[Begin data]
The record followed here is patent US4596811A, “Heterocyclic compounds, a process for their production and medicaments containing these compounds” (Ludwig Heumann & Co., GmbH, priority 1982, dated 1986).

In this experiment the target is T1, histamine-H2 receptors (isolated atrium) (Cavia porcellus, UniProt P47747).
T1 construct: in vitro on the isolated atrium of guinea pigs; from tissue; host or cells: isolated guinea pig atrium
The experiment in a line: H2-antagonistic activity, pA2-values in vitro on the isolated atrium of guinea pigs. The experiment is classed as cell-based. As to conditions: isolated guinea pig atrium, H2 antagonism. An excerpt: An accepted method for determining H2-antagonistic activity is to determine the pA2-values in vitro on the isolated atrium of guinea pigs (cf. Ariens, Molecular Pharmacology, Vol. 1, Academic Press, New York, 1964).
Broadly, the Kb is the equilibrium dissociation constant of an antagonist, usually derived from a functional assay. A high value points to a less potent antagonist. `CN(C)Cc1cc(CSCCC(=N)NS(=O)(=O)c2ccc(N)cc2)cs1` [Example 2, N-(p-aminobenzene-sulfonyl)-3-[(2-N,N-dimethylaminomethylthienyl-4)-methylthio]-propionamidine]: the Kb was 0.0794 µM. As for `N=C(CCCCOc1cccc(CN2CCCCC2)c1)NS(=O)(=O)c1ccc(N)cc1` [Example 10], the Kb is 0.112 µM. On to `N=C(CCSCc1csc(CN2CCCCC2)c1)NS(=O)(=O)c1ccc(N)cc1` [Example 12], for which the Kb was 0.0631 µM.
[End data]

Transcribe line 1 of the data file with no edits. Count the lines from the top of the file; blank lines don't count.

The record followed here is patent US4596811A, “Heterocyclic compounds, a process for their production and medicaments containing these compounds” (Ludwig Heumann & Co., GmbH, priority 1982, dated 1986).